Pitching 101: Mind in the Moment

Dan Cevette
President, New York

The column, Pitching 101, was inspired by Pitching and Catching classroom meetings throughout my professional career.  The content is based on my experiences and my journey and these are my opinions.

I tend to get asked a lot of questions about baseball, mainly pitching. I was a Professional Baseball Pitcher for 11 years for three different MLB Organizations where I was able to gain a great deal of knowledge on pitching from some pretty impressive instructors.  Some of those being; John Farrell, Scott Radinsky, Charles Nagy, and Steve Belcher just to name a few. I have also been lucky enough to have the opportunity to sit down with Giants Gold Glove Catcher Kurt Manwaring (1992) a time or two. Now let's get started...


I was 18-years old, it was my first professional season and I was making the fifth start of my career when in the blink of an eye, I was shocked at what was before me.  Three runs on the score board, bases loaded and my catcher and pitching coach making their way to the mound where I stood.  In this moment, it felt as though I had been punched directly in the face by the game.  The game I had typically dominated my entire amateur career, but in this moment the daunting feeling of failure was all I could feel. 

From that moment forward, my confidence was shattered and my thoughts continued to return to that night. I kept wondering and fearing it would happen again and I continued to question my abilities.  These feelings and fears plagued my entire first year and this is why I chose this topic to share with you all. After that start, I walked the first batter of the first inning every remaining start (10 more) that year and each walk resulted in a first inning score every single game. I was letting my negative thoughts win each outing, each pitch based on history.   Once that first run scored, my thoughts and composure spiraled out of control and I began to pitch on the defense.  I was walking on tight ropes each game and each game I fell deeper into a negative mindset. 

I know what you're thinking...that I was scared of the hitters.  However, that wasn't the case.  I wasn't scared of the hitters but I was giving them too much credit. I was thinking too much and trying to make perfect pitches instead of playing with conviction in my abilities that got me to where I was.  It wasn't until my 3rd full year of professional baseball that I was truly able to shake this mindset and it all started with a simple tee-shirt that read "Mind in the Moment".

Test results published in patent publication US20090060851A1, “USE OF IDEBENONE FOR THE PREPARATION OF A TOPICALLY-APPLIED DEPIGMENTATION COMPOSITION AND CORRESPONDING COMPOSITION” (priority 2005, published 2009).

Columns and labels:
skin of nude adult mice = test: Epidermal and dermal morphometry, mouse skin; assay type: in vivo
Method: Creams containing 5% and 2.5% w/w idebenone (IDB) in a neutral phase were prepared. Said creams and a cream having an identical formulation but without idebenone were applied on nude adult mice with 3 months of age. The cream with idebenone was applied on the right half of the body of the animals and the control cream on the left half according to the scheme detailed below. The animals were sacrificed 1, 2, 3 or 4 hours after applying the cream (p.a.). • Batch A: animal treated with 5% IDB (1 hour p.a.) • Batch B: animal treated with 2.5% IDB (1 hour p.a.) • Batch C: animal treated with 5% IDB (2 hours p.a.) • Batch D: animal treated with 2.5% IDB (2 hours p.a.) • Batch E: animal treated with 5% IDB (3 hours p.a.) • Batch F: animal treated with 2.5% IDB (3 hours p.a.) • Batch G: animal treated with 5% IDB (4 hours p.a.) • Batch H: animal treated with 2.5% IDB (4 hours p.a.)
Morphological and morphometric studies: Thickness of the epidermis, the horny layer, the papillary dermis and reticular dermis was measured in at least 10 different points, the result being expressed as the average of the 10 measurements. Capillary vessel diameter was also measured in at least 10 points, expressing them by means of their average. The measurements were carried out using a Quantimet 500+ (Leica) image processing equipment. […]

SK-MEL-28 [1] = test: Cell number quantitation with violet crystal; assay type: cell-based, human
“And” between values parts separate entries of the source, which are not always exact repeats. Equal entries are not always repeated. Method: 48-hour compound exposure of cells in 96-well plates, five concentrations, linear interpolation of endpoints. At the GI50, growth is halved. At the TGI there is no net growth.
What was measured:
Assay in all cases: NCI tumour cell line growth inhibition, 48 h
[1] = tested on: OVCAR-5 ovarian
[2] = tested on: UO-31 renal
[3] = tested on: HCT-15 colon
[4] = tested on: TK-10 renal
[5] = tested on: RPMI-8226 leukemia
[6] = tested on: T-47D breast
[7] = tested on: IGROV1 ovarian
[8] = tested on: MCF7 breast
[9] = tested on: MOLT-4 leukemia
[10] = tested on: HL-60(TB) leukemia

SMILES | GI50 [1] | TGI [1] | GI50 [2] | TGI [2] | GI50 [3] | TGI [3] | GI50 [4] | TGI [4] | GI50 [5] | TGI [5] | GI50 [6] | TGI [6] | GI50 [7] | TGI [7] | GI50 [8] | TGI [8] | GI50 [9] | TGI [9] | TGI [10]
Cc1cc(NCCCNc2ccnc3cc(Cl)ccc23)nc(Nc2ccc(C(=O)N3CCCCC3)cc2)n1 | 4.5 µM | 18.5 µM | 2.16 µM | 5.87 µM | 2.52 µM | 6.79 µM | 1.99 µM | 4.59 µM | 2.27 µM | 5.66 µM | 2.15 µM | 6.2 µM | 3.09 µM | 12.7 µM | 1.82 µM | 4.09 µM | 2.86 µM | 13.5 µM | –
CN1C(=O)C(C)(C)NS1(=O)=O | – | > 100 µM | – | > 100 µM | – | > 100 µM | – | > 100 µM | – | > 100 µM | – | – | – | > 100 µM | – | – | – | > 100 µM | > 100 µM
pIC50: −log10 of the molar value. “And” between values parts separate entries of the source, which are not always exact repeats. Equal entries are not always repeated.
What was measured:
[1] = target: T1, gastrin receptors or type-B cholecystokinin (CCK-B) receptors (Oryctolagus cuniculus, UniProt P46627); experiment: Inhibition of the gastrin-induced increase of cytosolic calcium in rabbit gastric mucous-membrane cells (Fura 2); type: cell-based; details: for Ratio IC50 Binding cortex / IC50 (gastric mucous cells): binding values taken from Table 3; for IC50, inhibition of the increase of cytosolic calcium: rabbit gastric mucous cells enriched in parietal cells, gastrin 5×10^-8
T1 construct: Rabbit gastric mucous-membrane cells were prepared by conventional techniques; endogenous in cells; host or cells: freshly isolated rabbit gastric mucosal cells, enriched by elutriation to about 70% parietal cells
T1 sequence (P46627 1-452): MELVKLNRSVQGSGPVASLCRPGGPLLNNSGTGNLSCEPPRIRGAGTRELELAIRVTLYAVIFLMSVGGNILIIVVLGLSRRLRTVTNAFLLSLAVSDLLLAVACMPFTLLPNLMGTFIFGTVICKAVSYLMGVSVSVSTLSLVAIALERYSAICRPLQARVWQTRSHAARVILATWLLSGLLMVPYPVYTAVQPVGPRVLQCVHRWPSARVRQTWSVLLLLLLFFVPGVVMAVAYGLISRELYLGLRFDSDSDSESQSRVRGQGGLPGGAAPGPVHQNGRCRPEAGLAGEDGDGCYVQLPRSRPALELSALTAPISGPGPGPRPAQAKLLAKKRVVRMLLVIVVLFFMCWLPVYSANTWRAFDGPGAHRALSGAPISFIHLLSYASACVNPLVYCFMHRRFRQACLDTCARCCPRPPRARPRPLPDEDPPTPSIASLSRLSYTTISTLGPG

The Indians had a strong belief in the psychology of the game and how it effected players.  Simply meaning, I wasn't alone in this. I'm sure you're all familiar with the saying "stuck in a slump"? Almost every good athlete, regardless of the sport, is faced with adversities that sometimes lead to slumps.  There comes a point where your confidence only gets you so far and a more powerful mechanism takes over; the brain.  However, confidence can be a sharp double edged sword. What I mean is that sometimes too much confidence can lead an athlete to under-think which often leads to errors. Either way, lack of confidence or too much confidence can all be directly related to the psychology components of the game. "Mind in the Moment" was a concept that was designed to help athletes focus on the now and not what just happened, or could happen.  "Mind in the Moment" was a simple concept, but its execution was challenging, especially for me.  

For me, it was about a lifestyle change and learning to truly live by "Mind in the Moment".  It was about understanding that constant worrying about my performance only brought unnecessary stress to an already stressful situation.  It was about learning to let go of control in order to have control.  To balance the highs and the lows.  Living by "Mind in the Moment" is about letting go and simply playing the game without fear or wonder. 

Now, don't get me wrong, this concept is much easier said than done.  However, over the course of my playing career I utilized a few strategies that helped me focus on the moment and not what just happened.  I found that chewing gum, breathing techniques and an awareness of my body language were helpful.  Chewing gum and breathing offered a distraction while having an awareness of how I presented myself to the hitters really made a difference.  If you lose sight of the moment and let your fear show you are giving the hitters an added edge of confidence.  Simply said, this concept; "Mind in the Moment", is about balance, it's about having confidence in your ability to overcome failures while keeping your composure.  Talent and natural abilities can only get you so far in the game.  One should never underestimate the power of the mind. 



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